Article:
Next Webinar: Wednesday, October 19th, 2016 at 11:00 am MT, 12:00 CT, 1:00 ET

On August 21, 2017, we will be treated to the first total eclipse of the Sun visible in the continental U.S. in almost 40 years. The spectacular total eclipse will only be visible in a narrow band about 60 miles across, stretching diagonally across the country from a beach in Oregon to a beach in South Carolina. However, everyone in North America will see a partial solar eclipse, where a big “bite” will be taken out of the Sun.

This will be the first major U.S. eclipse of the Internet age, and most people will need clear reliable information on when and how to observe the eclipse of the Sun safely. Astronomers are hoping libraries will play a key role in getting this information out to their communities. Working with astronomy groups in their communities, they could also be a central place for safe observing.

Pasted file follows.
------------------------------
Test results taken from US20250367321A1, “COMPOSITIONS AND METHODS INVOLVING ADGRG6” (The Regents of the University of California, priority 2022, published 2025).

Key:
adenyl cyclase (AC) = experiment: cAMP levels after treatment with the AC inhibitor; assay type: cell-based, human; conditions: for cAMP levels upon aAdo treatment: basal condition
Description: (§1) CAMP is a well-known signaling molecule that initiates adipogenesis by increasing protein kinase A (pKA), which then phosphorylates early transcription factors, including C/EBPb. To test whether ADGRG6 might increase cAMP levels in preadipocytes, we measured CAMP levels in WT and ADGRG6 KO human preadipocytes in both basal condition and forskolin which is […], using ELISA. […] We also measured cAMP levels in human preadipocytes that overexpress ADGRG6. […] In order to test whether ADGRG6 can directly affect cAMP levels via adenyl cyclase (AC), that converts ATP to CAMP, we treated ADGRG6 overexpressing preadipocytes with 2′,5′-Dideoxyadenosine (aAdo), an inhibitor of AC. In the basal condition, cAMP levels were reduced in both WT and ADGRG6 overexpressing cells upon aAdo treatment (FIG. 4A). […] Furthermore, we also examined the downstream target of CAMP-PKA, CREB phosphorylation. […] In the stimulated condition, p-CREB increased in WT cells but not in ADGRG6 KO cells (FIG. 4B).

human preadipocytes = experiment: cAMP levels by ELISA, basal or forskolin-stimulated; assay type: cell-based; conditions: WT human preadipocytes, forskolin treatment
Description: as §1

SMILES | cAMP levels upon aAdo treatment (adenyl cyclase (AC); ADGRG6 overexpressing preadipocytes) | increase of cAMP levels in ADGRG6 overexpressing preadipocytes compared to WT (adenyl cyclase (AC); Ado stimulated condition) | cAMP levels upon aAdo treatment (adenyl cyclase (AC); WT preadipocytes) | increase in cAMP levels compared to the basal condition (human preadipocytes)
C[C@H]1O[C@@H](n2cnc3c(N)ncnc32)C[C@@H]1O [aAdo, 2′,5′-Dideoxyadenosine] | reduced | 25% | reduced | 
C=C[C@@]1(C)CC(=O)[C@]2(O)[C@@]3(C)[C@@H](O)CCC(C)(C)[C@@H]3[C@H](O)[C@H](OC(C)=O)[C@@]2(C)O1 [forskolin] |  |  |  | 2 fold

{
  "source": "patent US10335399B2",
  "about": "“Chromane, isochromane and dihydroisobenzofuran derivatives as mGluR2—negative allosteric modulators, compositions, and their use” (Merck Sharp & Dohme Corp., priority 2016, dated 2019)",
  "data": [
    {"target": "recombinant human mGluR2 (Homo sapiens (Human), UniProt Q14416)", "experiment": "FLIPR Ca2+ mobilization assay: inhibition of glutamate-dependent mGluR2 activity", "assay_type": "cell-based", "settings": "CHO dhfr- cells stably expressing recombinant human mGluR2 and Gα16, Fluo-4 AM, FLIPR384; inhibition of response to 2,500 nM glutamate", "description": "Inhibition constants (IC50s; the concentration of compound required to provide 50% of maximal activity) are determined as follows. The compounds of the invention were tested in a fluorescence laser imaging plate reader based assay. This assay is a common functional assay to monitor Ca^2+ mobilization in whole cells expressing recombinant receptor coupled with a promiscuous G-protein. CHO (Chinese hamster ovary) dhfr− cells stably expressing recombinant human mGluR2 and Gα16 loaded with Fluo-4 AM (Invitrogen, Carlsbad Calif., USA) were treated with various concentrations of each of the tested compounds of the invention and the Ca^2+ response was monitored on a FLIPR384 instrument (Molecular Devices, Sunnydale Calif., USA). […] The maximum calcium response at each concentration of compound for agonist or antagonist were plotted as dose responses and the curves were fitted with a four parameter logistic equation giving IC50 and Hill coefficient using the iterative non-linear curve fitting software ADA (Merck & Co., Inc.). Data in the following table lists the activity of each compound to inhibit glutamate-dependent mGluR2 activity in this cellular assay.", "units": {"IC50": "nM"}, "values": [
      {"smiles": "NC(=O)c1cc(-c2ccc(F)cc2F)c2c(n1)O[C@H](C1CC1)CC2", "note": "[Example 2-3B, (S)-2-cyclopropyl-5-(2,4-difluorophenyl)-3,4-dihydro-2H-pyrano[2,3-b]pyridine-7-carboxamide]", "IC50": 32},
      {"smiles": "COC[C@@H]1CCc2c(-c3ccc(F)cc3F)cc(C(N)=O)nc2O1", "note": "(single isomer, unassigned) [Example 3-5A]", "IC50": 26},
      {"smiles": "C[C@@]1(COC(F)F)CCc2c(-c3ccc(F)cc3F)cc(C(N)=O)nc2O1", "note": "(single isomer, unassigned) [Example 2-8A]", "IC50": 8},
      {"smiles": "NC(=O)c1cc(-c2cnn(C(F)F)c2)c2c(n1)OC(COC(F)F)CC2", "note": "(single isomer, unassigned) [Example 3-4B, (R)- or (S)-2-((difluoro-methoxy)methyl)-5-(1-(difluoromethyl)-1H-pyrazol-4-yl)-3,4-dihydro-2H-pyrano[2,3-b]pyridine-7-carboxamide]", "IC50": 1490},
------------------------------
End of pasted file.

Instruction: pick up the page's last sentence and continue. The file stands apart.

Get an early start in preparing for this eclipse, how to explain it, how to observe it safely, and what role libraries can play in organizing and informing their communities.

Join us for a 45 minute webinar where you’ll get great information about the eclipse, and be able to ask questions about the role your library can play. Hosts: Dennis Schatz (NSTA, Pacific Science Center), and Andrew Fraknoi (Foothill College; co-author of a new book on eclipse education). Click here for an Eclipse FAQ sheet.

To register, please click here. Password is “star”.

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Get Your Library Ready for the Total Solar Eclipse — August 21, 2017